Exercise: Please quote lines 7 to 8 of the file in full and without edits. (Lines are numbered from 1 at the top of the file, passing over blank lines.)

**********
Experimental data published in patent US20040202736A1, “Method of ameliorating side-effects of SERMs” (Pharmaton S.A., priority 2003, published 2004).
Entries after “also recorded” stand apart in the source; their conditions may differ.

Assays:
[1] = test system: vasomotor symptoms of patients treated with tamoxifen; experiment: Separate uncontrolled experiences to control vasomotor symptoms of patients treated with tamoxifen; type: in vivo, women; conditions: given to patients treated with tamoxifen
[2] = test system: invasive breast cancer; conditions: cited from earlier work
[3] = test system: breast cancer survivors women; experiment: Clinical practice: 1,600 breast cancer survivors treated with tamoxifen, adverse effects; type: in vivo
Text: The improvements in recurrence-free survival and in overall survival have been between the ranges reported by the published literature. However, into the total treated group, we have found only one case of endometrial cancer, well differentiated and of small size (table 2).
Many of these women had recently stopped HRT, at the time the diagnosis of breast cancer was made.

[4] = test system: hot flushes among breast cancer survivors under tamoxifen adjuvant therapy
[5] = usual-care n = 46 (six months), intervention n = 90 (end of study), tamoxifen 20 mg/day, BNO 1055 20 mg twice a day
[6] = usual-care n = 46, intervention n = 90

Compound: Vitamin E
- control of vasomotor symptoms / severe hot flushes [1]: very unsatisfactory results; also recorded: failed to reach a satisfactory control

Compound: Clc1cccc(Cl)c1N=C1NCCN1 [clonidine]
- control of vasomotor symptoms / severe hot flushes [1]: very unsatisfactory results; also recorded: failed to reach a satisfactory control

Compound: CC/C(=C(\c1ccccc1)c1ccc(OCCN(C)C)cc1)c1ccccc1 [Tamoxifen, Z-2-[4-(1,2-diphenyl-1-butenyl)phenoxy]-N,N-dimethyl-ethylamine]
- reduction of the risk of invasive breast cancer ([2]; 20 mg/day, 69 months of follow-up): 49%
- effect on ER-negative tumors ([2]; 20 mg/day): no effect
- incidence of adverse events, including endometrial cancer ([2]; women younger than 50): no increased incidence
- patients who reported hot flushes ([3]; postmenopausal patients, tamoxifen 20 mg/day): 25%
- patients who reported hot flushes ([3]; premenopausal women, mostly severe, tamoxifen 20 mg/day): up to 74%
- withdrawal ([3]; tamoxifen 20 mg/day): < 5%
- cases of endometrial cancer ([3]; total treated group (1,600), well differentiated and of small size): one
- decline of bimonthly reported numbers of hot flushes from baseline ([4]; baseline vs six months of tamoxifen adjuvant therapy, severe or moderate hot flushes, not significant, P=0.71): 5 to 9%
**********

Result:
Text: The improvements in recurrence-free survival and in overall survival have been between the ranges reported by the published literature. However, into the total treated group, we have found only one case of endometrial cancer, well differentiated and of small size (table 2).
Many of these women had recently stopped HRT, at the time the diagnosis of breast cancer was made.